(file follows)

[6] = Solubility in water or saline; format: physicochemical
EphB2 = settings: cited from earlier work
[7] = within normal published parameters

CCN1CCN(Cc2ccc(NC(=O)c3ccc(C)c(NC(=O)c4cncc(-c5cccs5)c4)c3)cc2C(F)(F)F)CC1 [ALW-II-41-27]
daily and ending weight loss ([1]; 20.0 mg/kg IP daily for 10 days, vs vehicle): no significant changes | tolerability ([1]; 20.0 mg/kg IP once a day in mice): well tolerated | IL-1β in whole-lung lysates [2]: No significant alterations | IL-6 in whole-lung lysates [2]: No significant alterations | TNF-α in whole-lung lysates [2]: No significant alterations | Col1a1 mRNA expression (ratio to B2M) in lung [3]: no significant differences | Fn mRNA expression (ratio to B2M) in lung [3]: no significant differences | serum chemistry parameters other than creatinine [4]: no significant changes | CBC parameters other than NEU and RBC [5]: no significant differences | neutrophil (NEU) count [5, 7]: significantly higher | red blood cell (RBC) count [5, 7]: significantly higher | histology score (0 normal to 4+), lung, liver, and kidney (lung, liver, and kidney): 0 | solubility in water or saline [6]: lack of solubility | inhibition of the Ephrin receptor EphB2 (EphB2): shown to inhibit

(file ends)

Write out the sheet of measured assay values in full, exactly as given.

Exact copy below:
[6] = Solubility in water or saline; format: physicochemical
EphB2 = settings: cited from earlier work
[7] = within normal published parameters

CCN1CCN(Cc2ccc(NC(=O)c3ccc(C)c(NC(=O)c4cncc(-c5cccs5)c4)c3)cc2C(F)(F)F)CC1 [ALW-II-41-27]
daily and ending weight loss ([1]; 20.0 mg/kg IP daily for 10 days, vs vehicle): no significant changes | tolerability ([1]; 20.0 mg/kg IP once a day in mice): well tolerated | IL-1β in whole-lung lysates [2]: No significant alterations | IL-6 in whole-lung lysates [2]: No significant alterations | TNF-α in whole-lung lysates [2]: No significant alterations | Col1a1 mRNA expression (ratio to B2M) in lung [3]: no significant differences | Fn mRNA expression (ratio to B2M) in lung [3]: no significant differences | serum chemistry parameters other than creatinine [4]: no significant changes | CBC parameters other than NEU and RBC [5]: no significant differences | neutrophil (NEU) count [5, 7]: significantly higher | red blood cell (RBC) count [5, 7]: significantly higher | histology score (0 normal to 4+), lung, liver, and kidney (lung, liver, and kidney): 0 | solubility in water or saline [6]: lack of solubility | inhibition of the Ephrin receptor EphB2 (EphB2): shown to inhibit